Fair attendance up big this summer

Free Until 3 p.m. promotion a hit, officials say.

The Clark County Fair saw an estimated 87,000 attendees this year, a 22-percent increase over last year, thanks to a new promotion, according to fair officials.

The junior fair livestock sale also saw a record $1.05 million in sales, according to Allan Hess, executive director of the Clark County Agricultural Society.

“It was a very good fair,” Hess said.

The paid attendance increased 5.25 percent this year overall. This year’s fair saw 75,369 paid admissions, up from 71,609 in 2013.

With numbers from the “Free Until 3” promotion held on Monday and Friday last week included, the estimated attendance — acquired via car counts and ratio of ride wristbands sold — increased to approximately 87,400 total attendees, Hess said.

The attendance was the best since the fair saw 94,000 attendees in 2010.

The “Free Until 3” promotion replaced “Family Fun Day,” when ride costs were factored in to all admission costs. The Fund Day event, during which everyone got in for $10 with rides included, lessened the price for those that were riding, but forced those who were not to pay a higher admission charge.

The Clark County Fair Board will likely discuss continuing the “Free Until 3” promotion — designed to give families an opportunity to attend the fair at a reasonable price — next year.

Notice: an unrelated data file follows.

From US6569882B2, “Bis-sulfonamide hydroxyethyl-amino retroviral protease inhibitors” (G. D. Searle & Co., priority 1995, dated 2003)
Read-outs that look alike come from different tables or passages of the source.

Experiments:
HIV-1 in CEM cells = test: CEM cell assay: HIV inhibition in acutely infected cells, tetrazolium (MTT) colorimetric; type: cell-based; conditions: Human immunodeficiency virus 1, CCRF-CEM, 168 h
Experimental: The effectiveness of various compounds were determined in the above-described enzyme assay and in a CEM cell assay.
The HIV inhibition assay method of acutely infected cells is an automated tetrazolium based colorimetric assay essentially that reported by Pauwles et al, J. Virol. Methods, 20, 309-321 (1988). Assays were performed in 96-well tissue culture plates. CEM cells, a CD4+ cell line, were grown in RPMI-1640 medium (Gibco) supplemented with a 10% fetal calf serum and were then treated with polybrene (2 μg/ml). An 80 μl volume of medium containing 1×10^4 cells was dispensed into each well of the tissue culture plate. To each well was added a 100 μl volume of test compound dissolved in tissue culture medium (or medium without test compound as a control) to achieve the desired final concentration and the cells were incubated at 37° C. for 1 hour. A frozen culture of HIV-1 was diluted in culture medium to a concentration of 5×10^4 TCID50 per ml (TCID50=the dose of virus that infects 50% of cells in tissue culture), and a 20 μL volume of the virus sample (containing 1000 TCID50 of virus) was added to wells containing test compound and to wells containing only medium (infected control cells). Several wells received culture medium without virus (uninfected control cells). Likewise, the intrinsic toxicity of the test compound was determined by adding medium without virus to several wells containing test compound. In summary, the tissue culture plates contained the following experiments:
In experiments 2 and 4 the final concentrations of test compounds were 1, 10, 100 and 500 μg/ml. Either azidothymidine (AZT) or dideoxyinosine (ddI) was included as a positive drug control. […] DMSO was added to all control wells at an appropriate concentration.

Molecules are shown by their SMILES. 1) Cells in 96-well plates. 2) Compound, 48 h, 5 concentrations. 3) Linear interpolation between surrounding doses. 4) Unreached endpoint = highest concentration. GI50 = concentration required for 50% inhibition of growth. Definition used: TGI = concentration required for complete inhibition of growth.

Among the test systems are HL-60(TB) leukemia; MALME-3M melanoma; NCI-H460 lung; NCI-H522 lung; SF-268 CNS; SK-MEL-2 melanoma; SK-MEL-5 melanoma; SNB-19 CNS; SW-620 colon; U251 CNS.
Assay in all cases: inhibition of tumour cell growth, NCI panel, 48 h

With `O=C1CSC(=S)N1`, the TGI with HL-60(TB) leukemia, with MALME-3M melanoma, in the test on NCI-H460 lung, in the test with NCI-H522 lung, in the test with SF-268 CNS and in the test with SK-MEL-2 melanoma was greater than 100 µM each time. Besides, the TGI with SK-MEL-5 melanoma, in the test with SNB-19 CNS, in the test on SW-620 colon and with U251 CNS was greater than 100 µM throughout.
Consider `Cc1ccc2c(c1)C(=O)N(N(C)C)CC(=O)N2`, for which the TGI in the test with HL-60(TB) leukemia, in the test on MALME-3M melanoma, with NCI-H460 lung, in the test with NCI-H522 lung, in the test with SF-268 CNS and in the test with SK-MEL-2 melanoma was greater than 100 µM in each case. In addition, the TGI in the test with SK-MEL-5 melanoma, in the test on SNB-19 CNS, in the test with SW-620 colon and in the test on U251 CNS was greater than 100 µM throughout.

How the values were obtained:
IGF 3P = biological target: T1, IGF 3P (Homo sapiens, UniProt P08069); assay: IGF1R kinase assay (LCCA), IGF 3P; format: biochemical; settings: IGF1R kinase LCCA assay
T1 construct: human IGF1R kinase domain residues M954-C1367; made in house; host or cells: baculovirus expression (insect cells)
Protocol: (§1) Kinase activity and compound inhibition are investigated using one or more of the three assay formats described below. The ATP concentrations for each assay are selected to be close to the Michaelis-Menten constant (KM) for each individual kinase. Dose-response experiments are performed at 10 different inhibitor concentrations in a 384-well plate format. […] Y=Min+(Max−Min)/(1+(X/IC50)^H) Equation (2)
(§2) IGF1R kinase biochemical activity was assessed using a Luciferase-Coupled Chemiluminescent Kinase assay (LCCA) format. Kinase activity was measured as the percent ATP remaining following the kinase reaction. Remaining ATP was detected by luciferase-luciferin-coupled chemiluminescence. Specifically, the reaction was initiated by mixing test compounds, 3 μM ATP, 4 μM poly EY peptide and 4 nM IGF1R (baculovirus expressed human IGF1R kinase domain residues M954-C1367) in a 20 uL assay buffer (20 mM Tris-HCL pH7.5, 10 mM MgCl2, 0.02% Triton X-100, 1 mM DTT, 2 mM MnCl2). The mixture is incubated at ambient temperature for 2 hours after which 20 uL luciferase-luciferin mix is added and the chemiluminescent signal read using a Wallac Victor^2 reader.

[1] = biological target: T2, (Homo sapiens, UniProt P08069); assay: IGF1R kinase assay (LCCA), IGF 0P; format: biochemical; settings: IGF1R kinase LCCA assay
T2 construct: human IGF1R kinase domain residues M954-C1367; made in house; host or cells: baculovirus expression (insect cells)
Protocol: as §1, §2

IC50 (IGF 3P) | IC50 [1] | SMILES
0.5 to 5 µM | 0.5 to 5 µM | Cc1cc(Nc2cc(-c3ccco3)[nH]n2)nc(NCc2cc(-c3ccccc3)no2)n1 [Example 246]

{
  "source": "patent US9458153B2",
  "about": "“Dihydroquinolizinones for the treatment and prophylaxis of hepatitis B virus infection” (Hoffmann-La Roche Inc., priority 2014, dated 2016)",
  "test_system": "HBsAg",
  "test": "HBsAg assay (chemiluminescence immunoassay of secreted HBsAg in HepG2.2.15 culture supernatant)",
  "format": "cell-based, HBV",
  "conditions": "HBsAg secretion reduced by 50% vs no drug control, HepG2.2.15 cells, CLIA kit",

“We feel that that was what we were trying to do, and it seemed to work,” Hess said.

Nice weather played a key role in the increased attendance also, Hess said.

“It’s probably 95 percent of what generates strong attendance,” he said.

The approximately $1.05 million taken in by the Jr. Fair livestock sale took in is up from $920,907 last year, Hess said.

“It’s a record-breaker by a pretty good chunk,” Hess said. “It’s amazes me every year. I can’t recall a year where there wasn’t an increase of some sort.”

The Clark County Fairgrounds also recently received approximately $180,000 in upgrades to fairground campsites to reduce the risk of rapidly spreading fire. Seventy-two new campsites were added, while 90 others were updated or refurbished, increasing the overall number of campsites to approximately 500.

Some exhibitors with campers were forced to move campsites near barns due to the changes, but there were no problems during the fair, Hess said.

“They’ve been very, very positive about what was done,” Hess said. “It worked well. Everyone seemed to be satisfied. Obviously, any change creates some concerns, but I think it worked well.”

The fairgrounds had several days where there were so many attendees, there weren’t any parking spots available. The board has discussed possibly using space at the old gravel pit for additional parking, Hess said.

“That’s something that may happen in the future,” Hess said.

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